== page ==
In this article I want to talk about a subject which might not seem specifically connected to landscape photography, but which in my opinion is very relevant to this field, and indeed all types of photography.

Naming artworks has always been important, not only because it's useful to have a way to refer to the piece, but also, and much more importantly, to present a window to the creator's vision and ideas, to clarify his intentions when creating the piece and to provide additional content to the visual. In 'artistic' photography it seems that the situation is similar, and an image's title sometimes holds much more than can be seen in the image itself, insinuate as to the photographer's motives and feelings and hint at things which can be missed otherwise. Even 'Untitled' images are often left untitled for a good reason. The title, or lack thereof, is a critical part of the art.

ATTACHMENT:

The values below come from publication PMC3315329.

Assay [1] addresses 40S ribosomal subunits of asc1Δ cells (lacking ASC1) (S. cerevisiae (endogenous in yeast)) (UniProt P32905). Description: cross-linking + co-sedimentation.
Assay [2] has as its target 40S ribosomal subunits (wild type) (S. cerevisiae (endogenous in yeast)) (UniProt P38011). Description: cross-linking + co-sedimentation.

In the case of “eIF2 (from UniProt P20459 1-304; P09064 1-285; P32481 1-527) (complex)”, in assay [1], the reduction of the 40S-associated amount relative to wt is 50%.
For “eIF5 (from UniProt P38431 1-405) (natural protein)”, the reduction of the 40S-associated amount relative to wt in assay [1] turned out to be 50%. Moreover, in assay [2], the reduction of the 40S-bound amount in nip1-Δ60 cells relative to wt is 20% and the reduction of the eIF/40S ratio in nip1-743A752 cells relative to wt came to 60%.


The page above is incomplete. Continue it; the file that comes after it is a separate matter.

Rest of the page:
'Canary Cave', Katla Glacier, Iceland, January 2014.

It appears to me that nature and landscape photographers often neglect giving attention to naming their images. It might be because they produce too many images to come up with original names for each of them (unless you count 'Crater Lake Sunset XVIII'), or it may be due to lack of a deep connection to the art they produce. In any case, I think it's a shame.